# Oil Price Shocks, Income, and Democracy by Markus Brückner * Antonio Ciccone** Andrea Tesei

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Oil Price Shocks, Income, and Democracy by Markus Brückner * Antonio Ciccone** Andrea Tesei*** Documento de Trabajo 2013-18 December 2013 * University of Adelaide. ** UPF-ICREA and FEDEA. *** UPF. Los Documentos de Trabajo se distribuyen gratuitamente a las Universidades e Instituciones de Investigación que lo solicitan. No obstante están disponibles en texto completo a través de Internet: http://www.fedea.es. These Working Paper are distributed free of charge to University Department and other Research Centres. They are also available through Internet: http://www.fedea.es. ISSN:1696-750 Jorge Juan, 46, 28001, Madrid – España | Te..: +34 914 359 020 | Fax: +34 915 779 575 documentos.fedea.net | infpub@fedea.es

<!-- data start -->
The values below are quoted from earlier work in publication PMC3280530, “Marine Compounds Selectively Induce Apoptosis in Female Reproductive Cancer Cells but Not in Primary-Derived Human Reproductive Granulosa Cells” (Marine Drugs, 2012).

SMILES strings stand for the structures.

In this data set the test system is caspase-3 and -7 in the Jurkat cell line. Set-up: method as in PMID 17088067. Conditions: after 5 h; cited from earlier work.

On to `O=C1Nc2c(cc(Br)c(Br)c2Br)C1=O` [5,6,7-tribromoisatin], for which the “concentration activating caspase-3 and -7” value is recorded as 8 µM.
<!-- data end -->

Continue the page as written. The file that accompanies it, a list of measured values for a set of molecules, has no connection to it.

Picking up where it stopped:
Oil Price Shocks, Income, and Democracy by Markus Brückner, Antonio Ciccone, and Andrea Tesei* February 2011 Abstract: We examine the effect of oil price fluctuations on democratic institutions over the 1960-2007 period. We also exploit the very persistent response of income to oil price fluctuations to study the effect of persistent (oil price-driven) income shocks on democracy. Our results indicate that countries with greater net oil exports over GDP see improvements in democratic institutions following upturns in international oil prices. We estimate that a 1 percentage point increase in per capita GDP growth due to a positive oil price shock increases the Polity democracy score by around 0.2 percentage points on impact and by around 2 percentage points in the long run. The effect on the probability of a democratic transition is around 0.4 percentage points. Key Words: Democracy, Oil Price Shocks, Persistent Income Shocks JEL Codes: P16, O10 Brückner, University of Adelaide: Ciccone, UPF-ICREA; and Tesei, UPF. Contact e-mail: markus.bruckner@adelaide.edu.au. The paper has benefited from the comments and suggestions of two anonymous referees and the editor Dani Rodrik. Ciccone gratefully acknowledges research support from CREI, FEDEA-BBVA, and Spanish Ministry of Science grants SEJ2007-64340 and ECO2008-02779. Brückner gratefully acknowledges the financial support of the Spanish Ministry of Science and Technology provided by the project CICYT ECO2008-04997.